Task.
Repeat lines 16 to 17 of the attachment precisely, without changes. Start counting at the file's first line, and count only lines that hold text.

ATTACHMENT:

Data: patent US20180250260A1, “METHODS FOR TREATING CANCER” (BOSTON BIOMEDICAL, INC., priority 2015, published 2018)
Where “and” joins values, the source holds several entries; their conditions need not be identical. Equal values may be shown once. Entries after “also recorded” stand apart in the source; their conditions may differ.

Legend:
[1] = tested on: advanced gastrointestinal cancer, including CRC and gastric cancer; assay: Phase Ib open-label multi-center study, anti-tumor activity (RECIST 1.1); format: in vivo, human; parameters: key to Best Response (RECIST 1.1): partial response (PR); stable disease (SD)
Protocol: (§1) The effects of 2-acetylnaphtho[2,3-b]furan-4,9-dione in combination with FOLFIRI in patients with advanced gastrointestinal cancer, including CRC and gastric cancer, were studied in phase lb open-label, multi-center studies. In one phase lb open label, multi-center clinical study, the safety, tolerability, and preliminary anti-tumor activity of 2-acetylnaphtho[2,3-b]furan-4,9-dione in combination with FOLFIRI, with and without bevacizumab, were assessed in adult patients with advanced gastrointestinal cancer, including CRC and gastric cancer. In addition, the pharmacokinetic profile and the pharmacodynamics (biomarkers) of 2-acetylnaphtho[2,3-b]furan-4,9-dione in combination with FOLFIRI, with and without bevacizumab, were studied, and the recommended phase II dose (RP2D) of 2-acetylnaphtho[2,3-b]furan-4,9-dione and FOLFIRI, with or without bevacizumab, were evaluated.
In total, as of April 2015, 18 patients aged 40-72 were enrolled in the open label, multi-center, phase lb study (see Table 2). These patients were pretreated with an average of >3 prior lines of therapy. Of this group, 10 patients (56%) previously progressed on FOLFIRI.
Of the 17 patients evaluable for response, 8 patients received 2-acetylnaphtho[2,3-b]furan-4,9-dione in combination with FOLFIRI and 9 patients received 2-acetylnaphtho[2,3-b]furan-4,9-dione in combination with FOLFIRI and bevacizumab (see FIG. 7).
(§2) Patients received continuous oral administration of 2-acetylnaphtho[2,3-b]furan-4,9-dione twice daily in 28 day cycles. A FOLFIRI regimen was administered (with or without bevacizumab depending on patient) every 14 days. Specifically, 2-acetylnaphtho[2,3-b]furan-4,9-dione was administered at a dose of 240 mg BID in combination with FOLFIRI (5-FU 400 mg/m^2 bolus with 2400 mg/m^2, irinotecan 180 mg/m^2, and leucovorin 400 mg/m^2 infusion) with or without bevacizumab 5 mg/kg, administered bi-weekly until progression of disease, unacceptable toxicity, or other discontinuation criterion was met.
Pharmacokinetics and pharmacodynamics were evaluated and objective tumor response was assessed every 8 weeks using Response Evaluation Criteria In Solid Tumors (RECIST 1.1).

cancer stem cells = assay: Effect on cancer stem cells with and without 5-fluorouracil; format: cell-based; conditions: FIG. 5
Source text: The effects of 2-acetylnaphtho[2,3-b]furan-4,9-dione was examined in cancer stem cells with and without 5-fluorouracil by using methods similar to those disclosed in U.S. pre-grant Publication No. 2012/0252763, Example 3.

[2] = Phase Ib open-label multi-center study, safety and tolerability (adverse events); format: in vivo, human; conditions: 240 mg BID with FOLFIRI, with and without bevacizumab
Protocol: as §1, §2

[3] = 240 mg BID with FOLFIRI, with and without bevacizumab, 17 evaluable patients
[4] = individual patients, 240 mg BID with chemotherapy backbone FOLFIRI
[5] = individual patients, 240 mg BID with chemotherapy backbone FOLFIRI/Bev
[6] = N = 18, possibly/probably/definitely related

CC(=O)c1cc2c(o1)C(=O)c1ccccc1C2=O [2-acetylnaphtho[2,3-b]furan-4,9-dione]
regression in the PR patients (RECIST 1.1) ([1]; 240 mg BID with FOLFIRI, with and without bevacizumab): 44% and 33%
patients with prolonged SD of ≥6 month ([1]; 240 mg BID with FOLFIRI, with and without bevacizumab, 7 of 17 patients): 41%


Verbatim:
[5] = individual patients, 240 mg BID with chemotherapy backbone FOLFIRI/Bev
[6] = N = 18, possibly/probably/definitely related